material fact and the movant is entitled to judgment as a matter of law.” Fed. R. Civ. P. 56(a). A
fact is material if it can affect the outcome of the case under the governing law. Anderson v. Liberty
Lobby, Inc., 477 U.S. 242, 248 (1986). A dispute about a material fact is genuine, resulting in denial
of the motion, if “the evidence is such that a reasonable jury could return a verdict for the
nonmoving party.” Id. The movant is entitled to summary judgment if “the nonmoving party
has failed to make a sufficient showing on an essential element of her case with respect to which
she has the burden of proof.” Celotex Corp v. Catrett, 477 U.S. 317, 323 (1986).
If the movant has established the absence of a genuine dispute of material fact, then the
nonmovant must present specific facts demonstrating the existence of a genuine dispute.
Anderson, 477 U.S. at 250. In making this determination the court must view all facts and draw
all reasonable inferences in the light most favorable to the nonmovant. Chavarriaga v. N.J Dep’t of
Corr., 806 F.3d 210, 218 (3d Cir. 2015). But to avoid summary judgment the nonmovant “must do
more than simply show that there is some metaphysical doubt as to the material facts.” Id.
(quoting Big Apple BMW, Inc. v. BMW of N. Am., Inc., 974 F.2d 1358, 1363 (3d Cir. 1992)). Rather,
there must be evidence on which the jury could reasonably find for the nonmovant. Anderson,
477 U.S. at 252.
Discussion & Analysis
A threshold matter warrants discussion before turning to the merits of Point Pub’s motion.
Neither Point Pub nor Poon followed this Court’s procedures governing motions for summary
judgment. Local Civil Rule 56 states that a motion for summary judgment “must set forth
succinctly, but without argument, the specific grounds upon which the judgment is sought,” and
that the motion must be accompanied by a separately filed concise statement of material facts,
memorandum in support, and appendix containing the documents referenced in the concise
statement. Similarly, a party opposing the motion must file a responsive concise statement, a
memorandum in opposition, and an appendix to the responsive concise statement. L. Civ. R.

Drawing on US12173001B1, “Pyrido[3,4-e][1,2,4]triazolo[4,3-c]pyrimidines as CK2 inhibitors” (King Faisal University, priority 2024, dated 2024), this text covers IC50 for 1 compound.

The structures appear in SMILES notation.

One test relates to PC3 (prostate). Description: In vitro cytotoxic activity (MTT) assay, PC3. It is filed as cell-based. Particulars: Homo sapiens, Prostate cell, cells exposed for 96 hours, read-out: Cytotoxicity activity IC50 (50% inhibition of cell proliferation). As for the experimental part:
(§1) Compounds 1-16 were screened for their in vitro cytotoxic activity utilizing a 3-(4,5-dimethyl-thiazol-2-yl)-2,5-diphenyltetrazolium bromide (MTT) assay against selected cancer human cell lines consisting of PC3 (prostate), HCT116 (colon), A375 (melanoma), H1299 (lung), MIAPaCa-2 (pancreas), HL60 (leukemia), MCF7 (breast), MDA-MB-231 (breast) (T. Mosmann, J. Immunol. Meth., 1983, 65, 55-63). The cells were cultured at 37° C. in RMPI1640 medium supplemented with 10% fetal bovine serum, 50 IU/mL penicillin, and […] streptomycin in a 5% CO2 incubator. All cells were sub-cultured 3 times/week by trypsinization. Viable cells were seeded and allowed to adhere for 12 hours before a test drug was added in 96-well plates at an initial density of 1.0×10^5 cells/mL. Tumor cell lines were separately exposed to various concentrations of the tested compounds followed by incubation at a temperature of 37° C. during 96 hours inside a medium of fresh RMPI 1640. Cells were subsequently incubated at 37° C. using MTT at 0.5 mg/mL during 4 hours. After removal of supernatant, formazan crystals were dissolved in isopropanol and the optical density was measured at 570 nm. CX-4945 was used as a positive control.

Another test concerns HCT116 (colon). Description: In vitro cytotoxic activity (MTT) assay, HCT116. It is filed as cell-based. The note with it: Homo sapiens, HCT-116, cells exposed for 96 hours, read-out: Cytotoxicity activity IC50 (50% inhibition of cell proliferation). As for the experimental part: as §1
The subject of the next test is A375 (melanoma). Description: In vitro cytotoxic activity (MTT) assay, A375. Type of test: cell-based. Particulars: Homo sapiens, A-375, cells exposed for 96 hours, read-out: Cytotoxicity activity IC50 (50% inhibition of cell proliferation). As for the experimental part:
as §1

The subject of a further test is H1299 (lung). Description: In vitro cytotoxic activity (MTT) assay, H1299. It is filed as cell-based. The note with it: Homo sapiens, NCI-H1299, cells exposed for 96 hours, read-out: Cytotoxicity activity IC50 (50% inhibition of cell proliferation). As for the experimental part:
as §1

56(C). Point Pub complied with few of these requirements; its motion (ECF No. 61) includes
arguments and it filed neither a concise statement of material facts nor an appendix. Poon did
little better. Although she filed a memorandum in opposition (ECF No. 67), she did not file a
responsive concise statement of material facts 2 or an appendix. Poon did file a “response in
opposition” (ECF No. 66)—something this Court’s rules do not provide for—in addition to her
brief (ECF No. 67), and attached exhibits to that response, but that is not how exhibits offered in
opposition are supposed to be submitted. Point Pub’s and Poon’s submissions are not so deficient
that the Court cannot decide the motion for summary judgment, but they will familiarize
themselves and comply with this Court’s rules going forward.
The term “responsive” may suggest that the nonmovant is excused from filing this statement if the movant
fails to file his statement. Not so. Use of the term “responsive” is underinclusive; the nonmovant’s
statement must also include “any other material facts that are allegedly at issue, and/or that the
[nonmovant] asserts are necessary for the Court to determine the motion for summary judgment.” L. Civ.
R. 56(C)(1)(c). In her memorandum, Poon includes plenty of facts that she asserts are necessary to decide
the motion—she just did not include these in a statement of material facts as required by the rules.
That brings us to the merits of Point Pub’s motion for summary judgment. Poon’s claim
against Point Pub is based on Pennsylvania’s Dram Shop Act, 47 Pa. Cons. Stat. § 4-493, which
states in relevant part that it is unlawful for